I just wandered onto Twitter and saw a video of a woman beating and spitting at her dog. No, it wasn’t an eyewitness shooting the video. The woman was shooting her own video, talking to the camera as she tried to pull a joke on her dog.
The Twitter post wasn’t from her account — it was shared by a Twitter user with more than 15,000 followers. His post, after five hours, had more than 1,500 retweets. I navigated to her own Twitter account to see that not only had she deleted the video, but she also posted an apology for her behavior.
On social media, you don’t get a Mulligan. If someone finds your post shocking or controversial, it will be saved, shared, and spread. You’re not the only one looking for likes and shares.
Years ago, to create a video for online public view, it required a camera, editing software, and high speed internet. Note the requirement in the middle — editing software. This means that as excited we might have been to share a video, it took some time. During that time we might have asked, “Is this wise?”
Now that sharing a video (or any picture or post) can occur in a matter of a few seconds, we’re probably thinking more about the clever text or hashtags than the potential consequences. We can’t wait to hit “send.”
I myself have often posted or replied to something and regretted it later. Thankfully, I’m no one of consequence and no one took a screenshot of my post. Sometimes we can quickly hit “delete” without any harm.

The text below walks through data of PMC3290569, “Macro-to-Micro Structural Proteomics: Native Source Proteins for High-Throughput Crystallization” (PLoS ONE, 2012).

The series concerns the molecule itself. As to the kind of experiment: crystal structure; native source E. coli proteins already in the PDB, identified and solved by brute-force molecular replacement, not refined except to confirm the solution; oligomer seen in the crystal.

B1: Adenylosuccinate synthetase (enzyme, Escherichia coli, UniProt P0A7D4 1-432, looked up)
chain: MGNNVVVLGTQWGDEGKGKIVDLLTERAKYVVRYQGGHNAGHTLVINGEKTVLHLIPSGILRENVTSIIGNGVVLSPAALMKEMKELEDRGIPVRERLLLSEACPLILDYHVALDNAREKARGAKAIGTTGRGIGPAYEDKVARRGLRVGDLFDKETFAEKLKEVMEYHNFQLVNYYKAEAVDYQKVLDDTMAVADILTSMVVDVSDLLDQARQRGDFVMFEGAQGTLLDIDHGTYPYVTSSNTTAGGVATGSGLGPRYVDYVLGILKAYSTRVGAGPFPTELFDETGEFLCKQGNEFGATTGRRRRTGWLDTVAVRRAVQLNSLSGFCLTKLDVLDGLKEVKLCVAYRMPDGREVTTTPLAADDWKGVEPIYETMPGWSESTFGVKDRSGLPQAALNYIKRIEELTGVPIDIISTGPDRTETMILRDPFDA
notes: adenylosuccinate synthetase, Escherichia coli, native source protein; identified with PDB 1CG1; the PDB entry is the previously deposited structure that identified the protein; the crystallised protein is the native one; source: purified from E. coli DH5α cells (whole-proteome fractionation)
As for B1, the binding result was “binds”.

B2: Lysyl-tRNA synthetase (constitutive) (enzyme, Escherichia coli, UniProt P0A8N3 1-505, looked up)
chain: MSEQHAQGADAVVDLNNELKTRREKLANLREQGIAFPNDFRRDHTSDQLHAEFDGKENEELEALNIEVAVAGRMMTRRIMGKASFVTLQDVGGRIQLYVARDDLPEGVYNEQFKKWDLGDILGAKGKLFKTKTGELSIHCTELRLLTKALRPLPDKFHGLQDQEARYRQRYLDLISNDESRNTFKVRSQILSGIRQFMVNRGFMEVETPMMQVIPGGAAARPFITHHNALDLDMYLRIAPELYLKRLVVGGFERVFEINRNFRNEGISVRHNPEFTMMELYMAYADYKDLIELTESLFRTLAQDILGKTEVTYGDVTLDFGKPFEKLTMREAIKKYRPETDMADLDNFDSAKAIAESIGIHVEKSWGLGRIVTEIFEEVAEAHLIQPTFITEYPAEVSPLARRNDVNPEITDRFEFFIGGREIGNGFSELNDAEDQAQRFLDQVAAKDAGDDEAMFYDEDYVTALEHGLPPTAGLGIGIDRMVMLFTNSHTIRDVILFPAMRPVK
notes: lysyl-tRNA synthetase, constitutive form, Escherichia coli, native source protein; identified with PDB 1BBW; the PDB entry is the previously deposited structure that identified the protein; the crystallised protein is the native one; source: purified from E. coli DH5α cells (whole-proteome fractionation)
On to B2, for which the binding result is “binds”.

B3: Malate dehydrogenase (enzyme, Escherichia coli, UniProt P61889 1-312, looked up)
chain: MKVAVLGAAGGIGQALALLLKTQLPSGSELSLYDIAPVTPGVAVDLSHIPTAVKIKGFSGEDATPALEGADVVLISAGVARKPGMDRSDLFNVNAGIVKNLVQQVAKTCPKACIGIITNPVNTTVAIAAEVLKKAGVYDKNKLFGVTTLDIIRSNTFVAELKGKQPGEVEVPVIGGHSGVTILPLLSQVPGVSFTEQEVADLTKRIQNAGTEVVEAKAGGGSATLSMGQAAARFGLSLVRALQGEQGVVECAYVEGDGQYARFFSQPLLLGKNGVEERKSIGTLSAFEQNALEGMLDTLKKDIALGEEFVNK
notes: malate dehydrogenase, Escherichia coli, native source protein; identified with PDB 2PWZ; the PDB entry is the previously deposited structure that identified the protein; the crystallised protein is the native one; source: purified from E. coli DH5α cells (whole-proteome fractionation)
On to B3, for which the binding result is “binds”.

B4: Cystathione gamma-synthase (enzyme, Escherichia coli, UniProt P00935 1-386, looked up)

On the other hand, we might be someone with a lot of followers, and our desire for more increases the immediacy of our posts. We get excited, hoping that THIS post will get a ton of likes and maybe someone famous will like and share, and you can finally get that TV talk show you’ve always wanted. Nope. Maybe not this post.
So then we up the ante. We look at our stats. What was it about that one post that people interacted with the most? We try harder, and maybe we do or say something out of passion or out of excitement. Our emotions take over, which trumps our rational, thinking mind. We boldly share.
Then we maybe go the gym and forget about our post. We find our phone an hour or two later, but now it’s rife with notifications and messages from our friends and family. People we don’t know are demanding for us to be fired. We’re finally trending, but not in a good way.
We could delete our social media account, but now the damage has been done. We can’t simply erase things and get a do-over when it comes to social media.
We must take into account how our behavior might be perceived. We must ask ourselves how the words we have chosen might be misconstrued. We must consider the consequences of our actions.